Then the spacewalkers hit their first major problem: The doors to the gyro compartment refused to close and seal properly. “The doors in the telescope gyro compartment are the biggest doors in the whole telescope,” Hoffman explained. “In fact, they’re asymmetrical; one of the doors is bigger than the other. We had opened and closed those doors a hundred times in the water. We knew how they worked. There were several latches, but there was one big handle. You turned that handle and that basically closed the latches; then you just had to throw a couple of bolts and tighten up the bolts and the door is secured.” Upon closer inspection, it appeared that two door bolts did not reset correctly, and Hoffman suspected the doors had somehow become warped, perhaps by uneven heating. If the doors did not close, Hubble would be lost, for its thermal control capability would be gone and light leaking into the telescope’s innards would ruin its delicate instruments.
Whenever he tried to close the top of the door, the bottom would refuse to close, and its height precluded Hoffman from holding both ends at once. He asked Musgrave to help him. Unfortunately, Musgrave was tethered and floating freely and could only push the door with one hand, since he needed to steady himself with the other hand. “It was basically a five-handed job,” said Hoffman, “and we only had four hands. We tried a few times.” On one occasion, Musgrave even tried pushing with his helmeted head, to no avail. At length, the spacewalkers recommended to Mission Control the use of the payload restraint device to help bring the doors into closure. Lead Flight Director Milt Heflin agreed that the crew were in the best position to make the decision and gave them the go-ahead. It worked and the doors were successfully closed and latched … but at the expense of EVA-1 turning into the second-longest shuttle spacewalk to date: seven hours and 54 minutes.
With Kathy Thornton and Tom Akers slated to replace Hubble’s twin solar arrays on the next day’s EVA-2, the complexity of the back-to-back spacewalks became evident. “All four of us worked together,” said Hoffman, “because when you get a space suit ready, you try to be each other’s personal valet. There’s just a lot of work to be done. When you’re doing a spacewalk, it really takes over the entire Shuttle. You can’t really be doing anything else while the EVAs are planned.”
Pre-flight training indicated that changing both arrays would require around five hours, thereby necessitating an entire EVA to be devoted to this objective. Although the arrays were designed to accommodate expansion and contraction caused by heating and cooling during orbital daytime and nighttime, actual experience demonstrated that this did not occur as smoothly as hoped. A temporary fix had been effected, whereby Hubble’s pointing system compensated automatically for the jitter induced by the solar panels, but the European Space Agency (ESA) was assigned the responsibility to produce a new set and reduce the effect to an acceptable level. The new arrays included thermal insulation sleeves on their bi-stem supports to minimise heating and cooling and springs worked like shock absorbers to take up tension at the ends.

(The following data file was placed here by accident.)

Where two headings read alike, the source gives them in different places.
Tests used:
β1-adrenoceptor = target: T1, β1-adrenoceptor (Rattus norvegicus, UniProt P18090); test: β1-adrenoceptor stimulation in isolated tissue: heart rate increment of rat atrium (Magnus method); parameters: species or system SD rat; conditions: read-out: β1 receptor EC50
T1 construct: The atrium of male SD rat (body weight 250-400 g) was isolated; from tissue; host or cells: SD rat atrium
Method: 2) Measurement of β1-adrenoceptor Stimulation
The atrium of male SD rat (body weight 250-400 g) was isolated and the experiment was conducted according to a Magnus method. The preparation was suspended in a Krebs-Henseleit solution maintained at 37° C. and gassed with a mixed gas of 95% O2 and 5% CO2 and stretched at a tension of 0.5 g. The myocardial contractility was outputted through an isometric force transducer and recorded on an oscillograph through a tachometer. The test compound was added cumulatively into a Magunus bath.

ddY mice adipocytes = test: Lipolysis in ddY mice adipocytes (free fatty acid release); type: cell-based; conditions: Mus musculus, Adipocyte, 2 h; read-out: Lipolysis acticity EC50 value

Thornton and Akers (“the even couple,” according to Dick Covey) ventured into the payload bay at 10:35 p.m. EST on 5 December to the sight of a slightly different Hubble, for the roller-blind-like solar arrays had been commanded to fold up. The plan was to replace the arrays with new ones, carried aboard a Solar Array Carrier (SAC) in the payload bay, then load the old arrays onto the SAC for the return to Earth. One of them (the port-side array) folded up perfectly and could be stowed for return to Earth, but a bent bi-stem strut prevented the other one from doing likewise. It could only be moved to a position about 30-percent-closed, because any attempt to fold it further risked breaking the bi-stem and creating a risk to the spacewalkers. This left Thornton and Akers with little alternative but to dump it overboard. Interestingly, Thornton lost voice communications with Endeavour or the ground until around three hours into the EVA, requiring Akers to serve as a relay. (Earlier, she had also experienced lower-than-normal pressure in her vent garment, due to a temporary ice plug in the suit’s plumbing system.) An hour into the EVA, they dismounted the damaged array—which was 15.7 feet (4.8 meters) long when folded up and weighed 350 pounds (160 kg)—during orbital darkness, to minimise electrical activity, and Thornton held it until the next daylight pass. This would allow mission controllers to track its position and relative velocity. She threw it overboard at 11:52 p.m., as Endeavour sailed high above Somalia, describing its departure as resembling a bird in flight.
“Then we had to fire our maneuvering jets to get away from it,” remembered Hoffman. “The solar array was just inert. That was really spectacular, because when the exhaust plume from the reaction control jets hit this solar array … and it started to oscillate, up and down, it looked like the wings of a giant prehistoric bird, just flapping out in space.” Watching from Endeavour, the crew of STS-61 was mesmerised by the spectacle, as the array somersaulted a few times in the vacuum. Those moments of silent awe were suddenly broken by a voice over the radio. It was Tom Akers. “Hey,” he said, “isn’t somebody supposed to be reading me the procedures? We have work to do!”